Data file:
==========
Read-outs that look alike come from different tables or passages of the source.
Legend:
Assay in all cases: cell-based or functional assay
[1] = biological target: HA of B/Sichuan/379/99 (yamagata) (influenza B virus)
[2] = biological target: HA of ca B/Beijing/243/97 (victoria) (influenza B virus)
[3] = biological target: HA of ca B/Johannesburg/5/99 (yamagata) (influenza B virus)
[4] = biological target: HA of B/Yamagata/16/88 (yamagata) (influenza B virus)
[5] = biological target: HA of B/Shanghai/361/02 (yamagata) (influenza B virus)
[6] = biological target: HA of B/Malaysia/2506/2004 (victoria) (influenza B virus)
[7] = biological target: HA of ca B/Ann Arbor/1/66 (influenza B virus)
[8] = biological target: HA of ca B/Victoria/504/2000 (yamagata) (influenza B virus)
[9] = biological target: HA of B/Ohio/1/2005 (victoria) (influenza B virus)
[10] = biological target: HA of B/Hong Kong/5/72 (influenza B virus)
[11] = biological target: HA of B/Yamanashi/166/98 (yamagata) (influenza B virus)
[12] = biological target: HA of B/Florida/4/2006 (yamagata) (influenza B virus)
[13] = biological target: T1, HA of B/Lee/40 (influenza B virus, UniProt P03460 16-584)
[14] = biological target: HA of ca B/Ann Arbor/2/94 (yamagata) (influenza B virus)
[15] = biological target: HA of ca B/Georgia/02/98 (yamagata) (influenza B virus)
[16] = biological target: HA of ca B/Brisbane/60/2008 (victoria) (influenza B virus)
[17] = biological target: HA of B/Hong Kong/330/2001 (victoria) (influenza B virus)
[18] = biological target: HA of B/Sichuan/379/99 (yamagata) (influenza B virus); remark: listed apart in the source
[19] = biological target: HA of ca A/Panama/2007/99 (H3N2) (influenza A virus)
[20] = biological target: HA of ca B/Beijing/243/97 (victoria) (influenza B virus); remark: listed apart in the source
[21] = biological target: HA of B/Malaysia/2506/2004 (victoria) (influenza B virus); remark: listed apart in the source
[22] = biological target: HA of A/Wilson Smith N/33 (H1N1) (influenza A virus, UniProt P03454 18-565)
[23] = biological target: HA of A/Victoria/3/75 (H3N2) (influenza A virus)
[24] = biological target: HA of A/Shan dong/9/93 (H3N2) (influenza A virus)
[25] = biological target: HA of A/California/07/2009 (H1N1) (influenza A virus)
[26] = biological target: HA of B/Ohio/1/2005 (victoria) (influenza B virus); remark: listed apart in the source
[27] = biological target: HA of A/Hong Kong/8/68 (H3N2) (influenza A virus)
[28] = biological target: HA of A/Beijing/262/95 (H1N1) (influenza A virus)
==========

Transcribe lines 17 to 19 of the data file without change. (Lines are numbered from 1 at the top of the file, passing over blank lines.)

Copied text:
[14] = biological target: HA of ca B/Ann Arbor/2/94 (yamagata) (influenza B virus)
[15] = biological target: HA of ca B/Georgia/02/98 (yamagata) (influenza B virus)
[16] = biological target: HA of ca B/Brisbane/60/2008 (victoria) (influenza B virus)